Site Visit

yard front

Tallgrass Prairie is delightful from early May well into mid-October. And, it really puts on a show around the middle of August to mid-September.

We are on site most days in the spring, summer and fall. Stop by or contact us ahead of time to arrange a walk through. A short tour takes about half an hour. A full tour can be up to two hours.

The SILVER PLAINS PROJECT is in the RM of Morris, Manitoba.

yard front high

elevated view - August 2018

 

we are tallgrass prairie 2018

 tgp 2018, group

A presentaton—in journal format—of the goings on at this location. Along with photos of them are comments from some of the various flora and fauna.

This walkabout starts with the return of the "honkers" and other birds (which is a prelude to the arrival of spring in southern Manitoba).

It kicks into gear with the emergence of the flora (as temperatures rise). And includes the fauna as they show up.

Comments (5)

  • It may not look like much from the road, but that's the nature of tallgrass prairie. Stop in and let Robert guide you through his recreation -- you'll be surprised by the diversity this relatively small plot holds! Robert has spent so much time tending this project that he knows each individual plant (or so it seems). There's a story behind each one, and I encourage you to pop by and hear a few of them as Robert shares his passion for the endangered tallgrass prairie and its inhabitants.

  • Simone Hébert Allard

    When I heard about Robert's project, I was in awe. And still am. To me, he is one of too few pioneers returning the birthright to the land. To me, his property is a living museum that demonstrates the splendour of the tall grass prairie that once was. The feeling that I had when I visited the site with my sister was one of intimacy. Robert is intimate with the land. It is an organic relationship that is very powerful. Author Barry Lopez once said: "I know of no restorative of heart, body, and soul more effective against hopelessness than the restoration of the Earth." Hats off to Robert and his wife, Coleen, who are pursuing this sacred calling.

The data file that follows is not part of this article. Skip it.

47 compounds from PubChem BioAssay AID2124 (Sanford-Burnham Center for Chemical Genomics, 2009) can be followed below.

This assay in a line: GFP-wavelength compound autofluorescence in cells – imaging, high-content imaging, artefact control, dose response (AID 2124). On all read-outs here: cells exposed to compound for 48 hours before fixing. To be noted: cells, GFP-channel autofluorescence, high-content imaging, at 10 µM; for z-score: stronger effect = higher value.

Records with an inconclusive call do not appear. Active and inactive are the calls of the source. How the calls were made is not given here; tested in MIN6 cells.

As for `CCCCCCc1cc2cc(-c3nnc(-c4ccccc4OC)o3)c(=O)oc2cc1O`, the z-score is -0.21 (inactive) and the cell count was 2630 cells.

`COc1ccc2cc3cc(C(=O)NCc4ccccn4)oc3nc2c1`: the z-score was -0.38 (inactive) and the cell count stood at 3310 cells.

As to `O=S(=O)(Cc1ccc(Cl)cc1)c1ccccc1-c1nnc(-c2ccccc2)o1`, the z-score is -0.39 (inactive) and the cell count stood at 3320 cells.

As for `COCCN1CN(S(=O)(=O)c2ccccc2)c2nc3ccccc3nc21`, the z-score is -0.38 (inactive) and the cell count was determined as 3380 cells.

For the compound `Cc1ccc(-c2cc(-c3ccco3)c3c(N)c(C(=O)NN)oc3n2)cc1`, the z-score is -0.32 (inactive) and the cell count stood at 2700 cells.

• It was a pleasure stopping by and having a moment to sit in a natural grassland. This is important work, one that could be emulated across the prairie by farmers everywhere. In Europe, and until Brexit, farmers are given incentives to cultivate wild lands such as this. I don't see why we couldn't do the same as these are non-invasive species and they contribute to the well-being of our continent. It's never a case of either/or, rather, we can have it all! Thanks Robert for showing us your work.

  • Louise E Hebert-Saindon

    When I first visited Robert's land I was amazed by the immense knowledge and dedication he possesses and the beauty he has re-created. The fragile yet tenacious native plants of the prairies have great advocates in Robert Mears and his partner Coleen Zebeluk.

  • Mixedwood Forest Society members had a field trip to Robert and Coleen's tall grass prairie installation on Saturday. We were guided by Robert, and fascinated by the multitude of blooms and stalks. Including wetland species and a clump of cactus. Their knowledge and understanding of micro habitats, their careful collection of seeds and plantings, their ability to name and appreciate the varieties of forbs and flowers was as captivating as the insects pollinating the species. I picked a large bag of horsetail for joint medicine. I made plans to grow cord grass by our dugout. All of us read books and field guides on prairie plants when we returned, inspired and motivated by their installation, wanting to learn more about this unusual, successful, colorful and biodiverse habitat. We're going back. If you care for plants, prairies, and our planet, reward yourself by visiting this remarkable project.

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